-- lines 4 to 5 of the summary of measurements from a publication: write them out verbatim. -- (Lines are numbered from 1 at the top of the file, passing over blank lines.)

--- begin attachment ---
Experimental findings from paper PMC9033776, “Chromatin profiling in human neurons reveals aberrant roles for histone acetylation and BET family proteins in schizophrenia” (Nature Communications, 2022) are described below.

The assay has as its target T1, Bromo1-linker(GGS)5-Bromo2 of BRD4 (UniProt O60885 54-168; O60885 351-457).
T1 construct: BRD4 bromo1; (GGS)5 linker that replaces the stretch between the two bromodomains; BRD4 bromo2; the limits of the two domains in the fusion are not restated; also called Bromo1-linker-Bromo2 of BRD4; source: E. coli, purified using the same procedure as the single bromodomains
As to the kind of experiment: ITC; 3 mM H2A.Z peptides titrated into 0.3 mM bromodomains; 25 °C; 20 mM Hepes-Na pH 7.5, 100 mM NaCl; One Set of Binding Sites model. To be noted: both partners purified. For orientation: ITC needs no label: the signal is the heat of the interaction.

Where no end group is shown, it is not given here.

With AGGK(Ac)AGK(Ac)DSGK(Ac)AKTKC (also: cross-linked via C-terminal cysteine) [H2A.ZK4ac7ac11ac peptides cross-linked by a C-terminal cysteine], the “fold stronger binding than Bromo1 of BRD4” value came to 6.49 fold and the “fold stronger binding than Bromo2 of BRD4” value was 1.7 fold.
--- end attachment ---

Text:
As to the kind of experiment: ITC; 3 mM H2A.Z peptides titrated into 0.3 mM bromodomains; 25 °C; 20 mM Hepes-Na pH 7.5, 100 mM NaCl; One Set of Binding Sites model. To be noted: both partners purified. For orientation: ITC needs no label: the signal is the heat of the interaction.

Where no end group is shown, it is not given here.